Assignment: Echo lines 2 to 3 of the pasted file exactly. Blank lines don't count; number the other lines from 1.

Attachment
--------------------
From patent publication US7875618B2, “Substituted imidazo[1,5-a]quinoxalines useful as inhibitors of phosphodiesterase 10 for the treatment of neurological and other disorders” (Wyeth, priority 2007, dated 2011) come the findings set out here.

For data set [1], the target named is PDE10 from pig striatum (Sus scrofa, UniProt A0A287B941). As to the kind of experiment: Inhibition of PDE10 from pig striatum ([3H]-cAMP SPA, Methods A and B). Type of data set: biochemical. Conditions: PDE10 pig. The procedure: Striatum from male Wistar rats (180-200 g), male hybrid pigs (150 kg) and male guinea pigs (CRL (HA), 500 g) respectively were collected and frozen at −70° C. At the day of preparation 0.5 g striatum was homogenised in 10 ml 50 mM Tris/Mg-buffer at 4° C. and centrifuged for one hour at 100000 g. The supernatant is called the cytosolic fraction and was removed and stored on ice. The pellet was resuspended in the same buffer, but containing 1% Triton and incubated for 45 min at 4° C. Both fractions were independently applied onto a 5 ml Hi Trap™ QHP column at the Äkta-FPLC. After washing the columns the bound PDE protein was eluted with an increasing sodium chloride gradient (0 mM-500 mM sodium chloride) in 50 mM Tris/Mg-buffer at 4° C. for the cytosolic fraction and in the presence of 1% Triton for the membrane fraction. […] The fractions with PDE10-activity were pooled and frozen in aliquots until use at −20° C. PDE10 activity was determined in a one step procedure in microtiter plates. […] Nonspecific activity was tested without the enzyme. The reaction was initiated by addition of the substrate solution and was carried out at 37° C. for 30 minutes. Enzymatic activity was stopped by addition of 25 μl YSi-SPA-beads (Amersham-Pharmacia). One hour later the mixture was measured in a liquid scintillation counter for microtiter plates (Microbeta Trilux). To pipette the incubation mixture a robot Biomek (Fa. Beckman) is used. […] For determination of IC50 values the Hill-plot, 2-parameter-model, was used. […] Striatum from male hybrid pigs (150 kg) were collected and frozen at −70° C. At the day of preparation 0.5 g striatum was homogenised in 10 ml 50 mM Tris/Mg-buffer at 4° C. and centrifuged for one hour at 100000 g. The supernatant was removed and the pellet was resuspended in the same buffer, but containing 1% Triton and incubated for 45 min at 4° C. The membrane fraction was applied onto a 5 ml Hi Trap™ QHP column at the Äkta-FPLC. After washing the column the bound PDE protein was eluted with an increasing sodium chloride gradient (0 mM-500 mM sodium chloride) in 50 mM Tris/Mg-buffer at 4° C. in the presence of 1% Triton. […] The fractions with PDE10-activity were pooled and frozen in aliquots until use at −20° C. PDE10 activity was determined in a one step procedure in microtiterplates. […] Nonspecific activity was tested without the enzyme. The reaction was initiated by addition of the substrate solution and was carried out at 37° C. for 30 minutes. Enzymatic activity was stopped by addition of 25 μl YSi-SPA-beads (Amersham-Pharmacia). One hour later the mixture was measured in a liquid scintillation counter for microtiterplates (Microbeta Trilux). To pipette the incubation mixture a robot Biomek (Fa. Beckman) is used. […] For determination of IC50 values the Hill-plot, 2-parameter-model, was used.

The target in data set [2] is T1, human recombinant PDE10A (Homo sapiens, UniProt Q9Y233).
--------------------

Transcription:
For data set [1], the target named is PDE10 from pig striatum (Sus scrofa, UniProt A0A287B941). As to the kind of experiment: Inhibition of PDE10 from pig striatum ([3H]-cAMP SPA, Methods A and B). Type of data set: biochemical. Conditions: PDE10 pig. The procedure: Striatum from male Wistar rats (180-200 g), male hybrid pigs (150 kg) and male guinea pigs (CRL (HA), 500 g) respectively were collected and frozen at −70° C. At the day of preparation 0.5 g striatum was homogenised in 10 ml 50 mM Tris/Mg-buffer at 4° C. and centrifuged for one hour at 100000 g. The supernatant is called the cytosolic fraction and was removed and stored on ice. The pellet was resuspended in the same buffer, but containing 1% Triton and incubated for 45 min at 4° C. Both fractions were independently applied onto a 5 ml Hi Trap™ QHP column at the Äkta-FPLC. After washing the columns the bound PDE protein was eluted with an increasing sodium chloride gradient (0 mM-500 mM sodium chloride) in 50 mM Tris/Mg-buffer at 4° C. for the cytosolic fraction and in the presence of 1% Triton for the membrane fraction. […] The fractions with PDE10-activity were pooled and frozen in aliquots until use at −20° C. PDE10 activity was determined in a one step procedure in microtiter plates. […] Nonspecific activity was tested without the enzyme. The reaction was initiated by addition of the substrate solution and was carried out at 37° C. for 30 minutes. Enzymatic activity was stopped by addition of 25 μl YSi-SPA-beads (Amersham-Pharmacia). One hour later the mixture was measured in a liquid scintillation counter for microtiter plates (Microbeta Trilux). To pipette the incubation mixture a robot Biomek (Fa. Beckman) is used. […] For determination of IC50 values the Hill-plot, 2-parameter-model, was used. […] Striatum from male hybrid pigs (150 kg) were collected and frozen at −70° C. At the day of preparation 0.5 g striatum was homogenised in 10 ml 50 mM Tris/Mg-buffer at 4° C. and centrifuged for one hour at 100000 g. The supernatant was removed and the pellet was resuspended in the same buffer, but containing 1% Triton and incubated for 45 min at 4° C. The membrane fraction was applied onto a 5 ml Hi Trap™ QHP column at the Äkta-FPLC. After washing the column the bound PDE protein was eluted with an increasing sodium chloride gradient (0 mM-500 mM sodium chloride) in 50 mM Tris/Mg-buffer at 4° C. in the presence of 1% Triton. […] The fractions with PDE10-activity were pooled and frozen in aliquots until use at −20° C. PDE10 activity was determined in a one step procedure in microtiterplates. […] Nonspecific activity was tested without the enzyme. The reaction was initiated by addition of the substrate solution and was carried out at 37° C. for 30 minutes. Enzymatic activity was stopped by addition of 25 μl YSi-SPA-beads (Amersham-Pharmacia). One hour later the mixture was measured in a liquid scintillation counter for microtiterplates (Microbeta Trilux). To pipette the incubation mixture a robot Biomek (Fa. Beckman) is used. […] For determination of IC50 values the Hill-plot, 2-parameter-model, was used.

The target in data set [2] is T1, human recombinant PDE10A (Homo sapiens, UniProt Q9Y233).